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  3. I have grown in appreciation for the deeper meaning in the medias and it has made participating in a movie or art piece making it more intellectually stimulating. But I really want to stress that we tend to LOOK for these things. I find it hard to believe that so many of these directors or writers or artists have jam packed their pieces with so much meaning just waiting for us to have our enlightened moment. These mash ups and remixes do have intentions in most cases which flaws my argument a bit but books like Catcher in the Rye, which has garnered so much critique and praise, was not penned with that much meaning. We transpose our outlook into much of this.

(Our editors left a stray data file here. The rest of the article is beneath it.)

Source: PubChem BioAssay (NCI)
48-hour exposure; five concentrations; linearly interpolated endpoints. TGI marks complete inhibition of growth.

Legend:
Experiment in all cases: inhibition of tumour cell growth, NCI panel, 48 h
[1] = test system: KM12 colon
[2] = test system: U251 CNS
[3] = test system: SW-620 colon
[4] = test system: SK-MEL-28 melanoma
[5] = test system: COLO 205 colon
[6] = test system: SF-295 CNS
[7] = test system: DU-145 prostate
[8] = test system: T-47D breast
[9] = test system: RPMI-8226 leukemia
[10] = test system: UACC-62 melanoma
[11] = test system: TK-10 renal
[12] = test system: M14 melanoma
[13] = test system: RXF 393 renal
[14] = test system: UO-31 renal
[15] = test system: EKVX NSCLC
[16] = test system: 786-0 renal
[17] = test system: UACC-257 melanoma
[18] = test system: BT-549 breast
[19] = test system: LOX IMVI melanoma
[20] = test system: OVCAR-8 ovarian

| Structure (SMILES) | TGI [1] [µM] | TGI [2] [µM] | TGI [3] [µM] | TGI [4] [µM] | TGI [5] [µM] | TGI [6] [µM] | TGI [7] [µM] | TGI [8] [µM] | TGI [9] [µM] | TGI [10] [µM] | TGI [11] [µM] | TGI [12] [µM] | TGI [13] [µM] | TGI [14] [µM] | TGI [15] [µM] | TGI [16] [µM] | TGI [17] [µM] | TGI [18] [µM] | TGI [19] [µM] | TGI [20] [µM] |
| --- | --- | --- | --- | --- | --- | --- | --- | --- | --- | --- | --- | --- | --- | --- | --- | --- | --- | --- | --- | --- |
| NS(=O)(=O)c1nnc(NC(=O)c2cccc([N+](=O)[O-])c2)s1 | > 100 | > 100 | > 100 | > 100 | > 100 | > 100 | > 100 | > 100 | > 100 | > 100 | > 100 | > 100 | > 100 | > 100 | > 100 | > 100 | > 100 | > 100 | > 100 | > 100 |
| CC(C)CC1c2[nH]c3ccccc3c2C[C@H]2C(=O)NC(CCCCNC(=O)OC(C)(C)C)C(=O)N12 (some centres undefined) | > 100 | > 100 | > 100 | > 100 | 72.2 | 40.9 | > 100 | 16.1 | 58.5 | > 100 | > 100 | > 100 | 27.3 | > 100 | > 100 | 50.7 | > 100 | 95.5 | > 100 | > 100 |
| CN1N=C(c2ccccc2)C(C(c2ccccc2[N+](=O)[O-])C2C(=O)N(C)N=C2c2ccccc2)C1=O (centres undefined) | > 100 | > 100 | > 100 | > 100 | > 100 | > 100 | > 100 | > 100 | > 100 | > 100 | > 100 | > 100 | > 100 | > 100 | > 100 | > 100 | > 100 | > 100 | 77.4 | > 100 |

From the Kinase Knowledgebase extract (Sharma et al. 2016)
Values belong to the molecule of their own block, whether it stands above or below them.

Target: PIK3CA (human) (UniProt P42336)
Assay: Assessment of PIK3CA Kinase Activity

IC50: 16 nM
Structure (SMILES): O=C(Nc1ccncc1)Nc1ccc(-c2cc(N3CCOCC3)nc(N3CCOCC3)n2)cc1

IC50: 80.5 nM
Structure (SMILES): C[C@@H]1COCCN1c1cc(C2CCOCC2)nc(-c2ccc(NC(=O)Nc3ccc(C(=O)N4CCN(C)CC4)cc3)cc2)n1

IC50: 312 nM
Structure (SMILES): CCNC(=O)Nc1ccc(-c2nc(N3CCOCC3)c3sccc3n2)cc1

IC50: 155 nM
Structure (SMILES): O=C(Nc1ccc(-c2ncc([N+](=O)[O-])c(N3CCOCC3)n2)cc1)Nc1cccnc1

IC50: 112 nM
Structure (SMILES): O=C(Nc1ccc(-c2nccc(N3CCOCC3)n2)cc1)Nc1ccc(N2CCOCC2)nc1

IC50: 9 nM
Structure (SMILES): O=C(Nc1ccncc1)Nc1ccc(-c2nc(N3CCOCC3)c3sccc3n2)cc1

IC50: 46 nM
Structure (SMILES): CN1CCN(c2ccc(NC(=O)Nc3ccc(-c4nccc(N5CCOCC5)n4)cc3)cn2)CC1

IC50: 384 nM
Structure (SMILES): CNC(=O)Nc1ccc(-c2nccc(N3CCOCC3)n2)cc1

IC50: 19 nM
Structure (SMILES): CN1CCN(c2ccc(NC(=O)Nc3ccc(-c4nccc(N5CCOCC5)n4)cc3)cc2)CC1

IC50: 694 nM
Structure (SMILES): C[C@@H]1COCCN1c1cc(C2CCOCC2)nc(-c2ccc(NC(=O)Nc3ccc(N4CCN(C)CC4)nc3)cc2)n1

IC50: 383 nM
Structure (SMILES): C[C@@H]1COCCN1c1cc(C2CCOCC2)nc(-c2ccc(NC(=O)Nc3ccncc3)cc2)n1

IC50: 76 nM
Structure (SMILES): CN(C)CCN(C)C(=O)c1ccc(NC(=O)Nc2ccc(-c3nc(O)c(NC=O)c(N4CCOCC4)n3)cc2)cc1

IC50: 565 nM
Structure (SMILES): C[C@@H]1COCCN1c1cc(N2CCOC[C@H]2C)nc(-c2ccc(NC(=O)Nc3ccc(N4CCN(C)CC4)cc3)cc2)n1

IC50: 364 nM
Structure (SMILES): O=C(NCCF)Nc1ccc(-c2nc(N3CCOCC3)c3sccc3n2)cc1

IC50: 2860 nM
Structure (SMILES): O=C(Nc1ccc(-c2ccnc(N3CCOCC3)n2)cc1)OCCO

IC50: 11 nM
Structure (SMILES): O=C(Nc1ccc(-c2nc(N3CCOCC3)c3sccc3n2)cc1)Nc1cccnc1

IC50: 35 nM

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  4. I, too, agree that there is always room for interpretation depending on a person. When we watched some of our classmates rough drafts for their mashups in class, I honestly saw some of them a lot different than other people did. I don’t think that’s wrong, but it just goes to show how different individuals interpret things differently, especially something like a mashup video.

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  5. I completely agree with this post; interpretation is important to learning and we all have our own individual ways of seeing things. Like Christine mentioned above me, I thought about the different mashup videos I watched and how my section had multiple ideas about each one. There is absolutely nothing wrong with interpreting things differently, and I think that it’s vital for students to be able to express their own thought patterns and ideas. If we were to put a limit on interpretation and prevent people from doing so, there would be no diversity in the learning environment, let alone creativity.